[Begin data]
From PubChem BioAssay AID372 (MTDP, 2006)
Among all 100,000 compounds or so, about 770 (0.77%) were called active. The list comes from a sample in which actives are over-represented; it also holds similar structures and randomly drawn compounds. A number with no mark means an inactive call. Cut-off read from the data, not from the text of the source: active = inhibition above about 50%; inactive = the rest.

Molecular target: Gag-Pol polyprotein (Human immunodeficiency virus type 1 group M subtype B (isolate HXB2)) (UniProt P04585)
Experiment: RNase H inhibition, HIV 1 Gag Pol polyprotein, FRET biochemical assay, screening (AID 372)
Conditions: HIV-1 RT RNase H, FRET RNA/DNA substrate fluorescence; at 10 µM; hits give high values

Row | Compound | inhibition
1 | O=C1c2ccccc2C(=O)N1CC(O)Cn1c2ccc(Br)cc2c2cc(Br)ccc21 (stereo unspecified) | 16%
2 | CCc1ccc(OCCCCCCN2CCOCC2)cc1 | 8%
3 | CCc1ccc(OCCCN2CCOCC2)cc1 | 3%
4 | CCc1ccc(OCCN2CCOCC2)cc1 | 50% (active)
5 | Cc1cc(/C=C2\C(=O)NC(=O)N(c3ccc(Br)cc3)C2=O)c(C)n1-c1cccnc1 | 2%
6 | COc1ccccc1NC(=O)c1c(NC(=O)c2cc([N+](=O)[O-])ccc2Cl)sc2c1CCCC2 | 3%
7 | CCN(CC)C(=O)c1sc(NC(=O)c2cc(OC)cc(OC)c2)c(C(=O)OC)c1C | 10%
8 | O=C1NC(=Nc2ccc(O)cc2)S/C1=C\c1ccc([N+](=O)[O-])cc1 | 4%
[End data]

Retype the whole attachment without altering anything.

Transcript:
From PubChem BioAssay AID372 (MTDP, 2006)
Among all 100,000 compounds or so, about 770 (0.77%) were called active. The list comes from a sample in which actives are over-represented; it also holds similar structures and randomly drawn compounds. A number with no mark means an inactive call. Cut-off read from the data, not from the text of the source: active = inhibition above about 50%; inactive = the rest.

Molecular target: Gag-Pol polyprotein (Human immunodeficiency virus type 1 group M subtype B (isolate HXB2)) (UniProt P04585)
Experiment: RNase H inhibition, HIV 1 Gag Pol polyprotein, FRET biochemical assay, screening (AID 372)
Conditions: HIV-1 RT RNase H, FRET RNA/DNA substrate fluorescence; at 10 µM; hits give high values

Row | Compound | inhibition
1 | O=C1c2ccccc2C(=O)N1CC(O)Cn1c2ccc(Br)cc2c2cc(Br)ccc21 (stereo unspecified) | 16%
2 | CCc1ccc(OCCCCCCN2CCOCC2)cc1 | 8%
3 | CCc1ccc(OCCCN2CCOCC2)cc1 | 3%
4 | CCc1ccc(OCCN2CCOCC2)cc1 | 50% (active)
5 | Cc1cc(/C=C2\C(=O)NC(=O)N(c3ccc(Br)cc3)C2=O)c(C)n1-c1cccnc1 | 2%
6 | COc1ccccc1NC(=O)c1c(NC(=O)c2cc([N+](=O)[O-])ccc2Cl)sc2c1CCCC2 | 3%
7 | CCN(CC)C(=O)c1sc(NC(=O)c2cc(OC)cc(OC)c2)c(C(=O)OC)c1C | 10%
8 | O=C1NC(=Nc2ccc(O)cc2)S/C1=C\c1ccc([N+](=O)[O-])cc1 | 4%